Within the walls of a castle in a far away land, Despereaux Tilling is the only surviving mouse in his litter. Born to Antoinette and Lester Tilling, the rest of his litter died at birth. Disappointed by this and how the stresses of giving birth keep ruining her beauty, Antoinette declares she will have no more babies. Staring at Despereaux, Lester Tilling sighs and states that he will be the last and that he will die soon, just like the others.

The reason he says this? Despereaux is an unnaturally small mouse. With the exception of his ears, this infant mouse is extremely tiny. But his ears are huge, much like Dumbo’s were. More disturbing to his father, this last son was born with his eyes open. On top of this, instead of dying, the little mouse lives. Though he hardly grows any bigger and becomes ill easily, Despereaux keeps on living happily in the castle.

Others, however, are not pleased with the youngest of the Tilling offspring. This is due almost entirely to the fact that Despereaux does not act at all like a proper mouse. He does not scurry, search for crumbs, or fear anything or anyone within the castle. Instead he stares at light streaming through the windows and listens to a music none of the other mice seem to hear.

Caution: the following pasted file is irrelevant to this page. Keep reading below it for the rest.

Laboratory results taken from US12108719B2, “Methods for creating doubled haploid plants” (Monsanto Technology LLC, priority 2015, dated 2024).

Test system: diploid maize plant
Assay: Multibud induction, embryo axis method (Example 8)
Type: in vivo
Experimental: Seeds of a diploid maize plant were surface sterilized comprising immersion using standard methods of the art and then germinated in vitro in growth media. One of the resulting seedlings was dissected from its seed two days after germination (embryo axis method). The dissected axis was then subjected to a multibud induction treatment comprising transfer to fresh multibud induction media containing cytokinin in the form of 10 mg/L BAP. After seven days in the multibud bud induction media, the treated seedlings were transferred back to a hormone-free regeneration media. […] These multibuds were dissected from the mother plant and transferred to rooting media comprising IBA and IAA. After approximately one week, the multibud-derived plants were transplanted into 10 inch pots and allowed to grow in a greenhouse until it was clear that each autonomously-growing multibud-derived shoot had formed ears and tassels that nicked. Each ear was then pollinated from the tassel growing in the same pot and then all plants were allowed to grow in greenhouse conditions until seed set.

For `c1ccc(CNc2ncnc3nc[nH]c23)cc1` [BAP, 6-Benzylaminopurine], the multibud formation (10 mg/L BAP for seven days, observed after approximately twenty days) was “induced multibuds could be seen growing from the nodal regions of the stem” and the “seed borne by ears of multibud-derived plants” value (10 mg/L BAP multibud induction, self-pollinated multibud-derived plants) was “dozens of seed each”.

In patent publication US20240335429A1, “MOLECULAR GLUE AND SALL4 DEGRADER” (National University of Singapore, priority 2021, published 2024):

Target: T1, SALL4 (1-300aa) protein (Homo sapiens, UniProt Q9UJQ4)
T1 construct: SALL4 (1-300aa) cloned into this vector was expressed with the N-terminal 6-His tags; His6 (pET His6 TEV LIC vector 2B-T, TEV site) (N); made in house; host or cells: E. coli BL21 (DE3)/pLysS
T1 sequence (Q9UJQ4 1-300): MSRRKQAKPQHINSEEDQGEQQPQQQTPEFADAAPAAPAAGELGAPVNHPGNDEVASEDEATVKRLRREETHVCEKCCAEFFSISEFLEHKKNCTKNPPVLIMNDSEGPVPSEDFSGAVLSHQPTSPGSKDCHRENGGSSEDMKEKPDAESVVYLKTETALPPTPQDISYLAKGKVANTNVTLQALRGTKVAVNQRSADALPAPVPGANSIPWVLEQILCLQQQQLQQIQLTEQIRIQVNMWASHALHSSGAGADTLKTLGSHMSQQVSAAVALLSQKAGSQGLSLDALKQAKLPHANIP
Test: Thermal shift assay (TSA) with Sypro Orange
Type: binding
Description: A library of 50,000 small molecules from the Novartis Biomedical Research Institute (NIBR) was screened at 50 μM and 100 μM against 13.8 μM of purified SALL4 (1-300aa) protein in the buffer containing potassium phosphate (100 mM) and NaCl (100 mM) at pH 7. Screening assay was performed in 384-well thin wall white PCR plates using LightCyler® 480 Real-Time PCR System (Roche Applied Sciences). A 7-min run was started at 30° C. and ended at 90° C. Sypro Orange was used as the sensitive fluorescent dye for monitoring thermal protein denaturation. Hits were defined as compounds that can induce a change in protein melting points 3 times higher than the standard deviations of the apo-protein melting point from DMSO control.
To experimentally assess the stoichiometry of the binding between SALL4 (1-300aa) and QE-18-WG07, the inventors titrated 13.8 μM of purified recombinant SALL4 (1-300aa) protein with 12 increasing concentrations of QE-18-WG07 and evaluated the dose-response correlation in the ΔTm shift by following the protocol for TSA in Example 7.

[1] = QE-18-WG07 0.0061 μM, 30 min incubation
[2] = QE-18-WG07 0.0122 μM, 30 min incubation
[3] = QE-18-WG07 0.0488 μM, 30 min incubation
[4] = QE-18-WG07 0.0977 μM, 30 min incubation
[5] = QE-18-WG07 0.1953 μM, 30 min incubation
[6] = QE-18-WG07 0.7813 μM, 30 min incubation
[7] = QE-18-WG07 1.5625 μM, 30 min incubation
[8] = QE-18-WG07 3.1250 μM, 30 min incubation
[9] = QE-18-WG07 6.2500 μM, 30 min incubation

And then things go from bad to worse. Despereaux learns to read in lew of chewing up and eating the glue in the books in the castle library. How he learns is a mystery; when his older sister takes him to the library to start chewing up the books, Despereaux looks at the open volume she wants him to start on and read the first line aloud.